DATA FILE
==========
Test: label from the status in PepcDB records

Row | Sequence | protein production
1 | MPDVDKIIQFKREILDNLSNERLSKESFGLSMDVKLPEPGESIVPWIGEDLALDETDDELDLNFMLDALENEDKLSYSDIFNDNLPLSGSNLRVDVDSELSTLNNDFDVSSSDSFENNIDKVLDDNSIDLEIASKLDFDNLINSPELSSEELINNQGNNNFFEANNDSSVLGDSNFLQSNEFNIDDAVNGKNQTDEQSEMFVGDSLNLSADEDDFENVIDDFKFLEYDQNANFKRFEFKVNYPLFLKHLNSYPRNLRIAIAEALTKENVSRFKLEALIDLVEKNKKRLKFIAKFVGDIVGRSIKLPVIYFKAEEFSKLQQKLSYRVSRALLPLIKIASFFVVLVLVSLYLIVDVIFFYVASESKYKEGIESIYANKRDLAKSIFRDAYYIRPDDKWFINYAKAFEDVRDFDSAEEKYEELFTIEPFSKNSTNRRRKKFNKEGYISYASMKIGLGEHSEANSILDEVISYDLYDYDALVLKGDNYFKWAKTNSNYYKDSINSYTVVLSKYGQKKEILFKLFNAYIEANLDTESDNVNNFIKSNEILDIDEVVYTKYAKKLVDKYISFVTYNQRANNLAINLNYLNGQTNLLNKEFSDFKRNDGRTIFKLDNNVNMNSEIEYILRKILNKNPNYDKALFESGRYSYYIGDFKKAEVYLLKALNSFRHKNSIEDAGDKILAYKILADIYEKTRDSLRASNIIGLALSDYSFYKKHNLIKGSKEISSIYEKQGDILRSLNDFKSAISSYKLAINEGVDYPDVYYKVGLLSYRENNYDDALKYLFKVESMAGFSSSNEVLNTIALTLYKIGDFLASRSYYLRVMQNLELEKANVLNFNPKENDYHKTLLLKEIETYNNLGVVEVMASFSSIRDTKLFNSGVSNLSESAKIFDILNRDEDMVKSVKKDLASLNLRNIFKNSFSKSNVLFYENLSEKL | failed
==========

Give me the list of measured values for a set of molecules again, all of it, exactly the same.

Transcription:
Test: label from the status in PepcDB records

Row | Sequence | protein production
1 | MPDVDKIIQFKREILDNLSNERLSKESFGLSMDVKLPEPGESIVPWIGEDLALDETDDELDLNFMLDALENEDKLSYSDIFNDNLPLSGSNLRVDVDSELSTLNNDFDVSSSDSFENNIDKVLDDNSIDLEIASKLDFDNLINSPELSSEELINNQGNNNFFEANNDSSVLGDSNFLQSNEFNIDDAVNGKNQTDEQSEMFVGDSLNLSADEDDFENVIDDFKFLEYDQNANFKRFEFKVNYPLFLKHLNSYPRNLRIAIAEALTKENVSRFKLEALIDLVEKNKKRLKFIAKFVGDIVGRSIKLPVIYFKAEEFSKLQQKLSYRVSRALLPLIKIASFFVVLVLVSLYLIVDVIFFYVASESKYKEGIESIYANKRDLAKSIFRDAYYIRPDDKWFINYAKAFEDVRDFDSAEEKYEELFTIEPFSKNSTNRRRKKFNKEGYISYASMKIGLGEHSEANSILDEVISYDLYDYDALVLKGDNYFKWAKTNSNYYKDSINSYTVVLSKYGQKKEILFKLFNAYIEANLDTESDNVNNFIKSNEILDIDEVVYTKYAKKLVDKYISFVTYNQRANNLAINLNYLNGQTNLLNKEFSDFKRNDGRTIFKLDNNVNMNSEIEYILRKILNKNPNYDKALFESGRYSYYIGDFKKAEVYLLKALNSFRHKNSIEDAGDKILAYKILADIYEKTRDSLRASNIIGLALSDYSFYKKHNLIKGSKEISSIYEKQGDILRSLNDFKSAISSYKLAINEGVDYPDVYYKVGLLSYRENNYDDALKYLFKVESMAGFSSSNEVLNTIALTLYKIGDFLASRSYYLRVMQNLELEKANVLNFNPKENDYHKTLLLKEIETYNNLGVVEVMASFSSIRDTKLFNSGVSNLSESAKIFDILNRDEDMVKSVKKDLASLNLRNIFKNSFSKSNVLFYENLSEKL | failed